In an op-ed for TheWrap, GLAAD President and CEO Sarah Kate Ellis wrote that the lack of wide release nominees this year reflects one simple truth: “LGBTQ people are still invisible in Hollywood film.” Ellis reflected on the importance of diverse representation onscreen, and why now more than ever in our current political climate, Hollywood should be working harder to tell stories about all American minorities. Ellis called for more films featuring nuanced female protagonists, especially women of color, in light of President Donald Trump’s executive order blocking federal funding for abortions overseas. Ellis wrote that the industry needs to “celebrate the Muslims and immigrants who truly make our country great” as a response to the administration’s immigration ban this past weekend. As for further LGBTQ visibility on screen, the GLAAD president wrote, “While state legislatures demonize trans people, let’s see greater representation for trans people and characters across all our media.”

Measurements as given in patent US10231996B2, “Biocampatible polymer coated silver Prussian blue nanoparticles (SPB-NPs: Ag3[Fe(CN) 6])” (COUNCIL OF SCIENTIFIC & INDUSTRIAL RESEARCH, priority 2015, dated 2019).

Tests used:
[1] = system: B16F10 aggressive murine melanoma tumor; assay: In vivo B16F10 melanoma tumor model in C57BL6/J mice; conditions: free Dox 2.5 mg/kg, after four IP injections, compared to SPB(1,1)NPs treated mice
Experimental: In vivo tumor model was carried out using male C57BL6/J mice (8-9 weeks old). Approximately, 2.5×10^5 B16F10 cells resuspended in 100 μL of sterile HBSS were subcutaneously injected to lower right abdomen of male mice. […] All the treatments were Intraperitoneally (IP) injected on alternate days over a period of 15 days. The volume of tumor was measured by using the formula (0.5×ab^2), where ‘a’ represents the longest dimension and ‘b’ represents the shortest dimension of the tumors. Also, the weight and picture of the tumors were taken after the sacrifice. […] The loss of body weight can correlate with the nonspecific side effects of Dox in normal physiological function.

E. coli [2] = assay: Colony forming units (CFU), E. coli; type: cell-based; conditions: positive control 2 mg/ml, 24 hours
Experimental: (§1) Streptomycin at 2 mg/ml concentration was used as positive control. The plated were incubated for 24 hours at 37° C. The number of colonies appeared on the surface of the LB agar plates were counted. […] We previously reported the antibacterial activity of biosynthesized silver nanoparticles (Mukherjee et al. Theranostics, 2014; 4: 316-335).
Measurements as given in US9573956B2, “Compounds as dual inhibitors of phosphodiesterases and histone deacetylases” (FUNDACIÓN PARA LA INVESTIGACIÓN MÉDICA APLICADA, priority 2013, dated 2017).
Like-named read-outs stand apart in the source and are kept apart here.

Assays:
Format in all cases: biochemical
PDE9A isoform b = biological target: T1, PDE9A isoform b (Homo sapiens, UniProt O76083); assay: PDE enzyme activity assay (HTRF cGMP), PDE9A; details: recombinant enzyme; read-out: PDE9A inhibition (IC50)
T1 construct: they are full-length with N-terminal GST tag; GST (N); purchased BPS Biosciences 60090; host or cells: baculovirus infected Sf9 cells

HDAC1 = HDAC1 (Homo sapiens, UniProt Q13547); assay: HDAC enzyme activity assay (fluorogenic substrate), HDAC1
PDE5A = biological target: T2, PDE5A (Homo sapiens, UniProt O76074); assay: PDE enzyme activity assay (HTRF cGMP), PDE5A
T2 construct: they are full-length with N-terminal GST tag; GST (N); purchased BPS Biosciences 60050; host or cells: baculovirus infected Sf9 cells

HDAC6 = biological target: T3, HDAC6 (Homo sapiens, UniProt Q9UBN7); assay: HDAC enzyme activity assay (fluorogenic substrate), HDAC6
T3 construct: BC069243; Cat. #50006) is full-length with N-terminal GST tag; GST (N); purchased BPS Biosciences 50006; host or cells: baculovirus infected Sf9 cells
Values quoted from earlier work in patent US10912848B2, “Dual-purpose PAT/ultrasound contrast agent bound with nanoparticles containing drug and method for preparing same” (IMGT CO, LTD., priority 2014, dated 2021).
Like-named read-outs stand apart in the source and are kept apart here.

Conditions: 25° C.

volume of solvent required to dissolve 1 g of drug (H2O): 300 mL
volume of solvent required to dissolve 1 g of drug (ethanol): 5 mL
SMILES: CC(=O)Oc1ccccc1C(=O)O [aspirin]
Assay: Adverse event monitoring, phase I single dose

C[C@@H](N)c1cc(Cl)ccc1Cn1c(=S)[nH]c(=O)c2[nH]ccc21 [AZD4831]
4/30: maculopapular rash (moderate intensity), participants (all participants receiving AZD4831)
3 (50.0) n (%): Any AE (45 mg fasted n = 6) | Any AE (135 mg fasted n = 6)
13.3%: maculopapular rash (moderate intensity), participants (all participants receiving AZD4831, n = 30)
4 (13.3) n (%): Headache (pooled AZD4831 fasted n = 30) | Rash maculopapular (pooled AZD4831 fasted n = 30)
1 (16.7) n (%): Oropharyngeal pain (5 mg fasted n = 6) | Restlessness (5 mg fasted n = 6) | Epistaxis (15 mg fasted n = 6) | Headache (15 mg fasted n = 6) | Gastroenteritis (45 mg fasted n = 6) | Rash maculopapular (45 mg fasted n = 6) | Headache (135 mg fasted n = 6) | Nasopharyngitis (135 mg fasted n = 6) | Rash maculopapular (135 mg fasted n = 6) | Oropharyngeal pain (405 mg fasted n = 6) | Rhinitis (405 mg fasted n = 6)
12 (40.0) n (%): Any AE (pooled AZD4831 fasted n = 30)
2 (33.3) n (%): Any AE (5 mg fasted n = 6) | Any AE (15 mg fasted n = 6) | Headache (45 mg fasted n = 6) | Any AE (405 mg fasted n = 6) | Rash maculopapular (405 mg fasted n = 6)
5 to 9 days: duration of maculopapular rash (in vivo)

These may sound like the same calls to action and conversations that have been happening over the past several years regarding the absence in queer and trans visibility in Hollywood. I’ve dedicated numerous articles to highlighting why the film industry needs to do better for the LGBTQ community both off and onscreen, from the need for queer and trans superheroes, to authentic portraits of LGBTQ relationships. But in light of recent events the news of so few GLAAD wide release nominees feels more disheartening than ever. Right now, LGBTQ people need allies and support, and Hollywood has the ability to give that.

The GLAAD announcement comes less than a day after the LGBTQ community was sent into a panic after rumors spread that the Trump administration was planning to unveil an anti-LGBTQ executive order later this week. The rumor prompted the Human Rights Campaign (HRC) to issue a statement declaring their preparation to resist a possible discrimination order against the community. I felt anxious and nauseous when I first saw the rumors, and within hours numerous New York City protest events already popped up on my Facebook feed in anticipation of a possible E.O. Thankfully, The New York Times reported this morning that Trump plans to leave Obama’s 2014 LGBTQ workplace protections in protections in place (at least for now). Still, the fear remains that at any moment the Trump administration could begin stripping the LGBTQ community of rights and enact orders of discrimination (orders which may likely be disguised as “religious freedom” bills).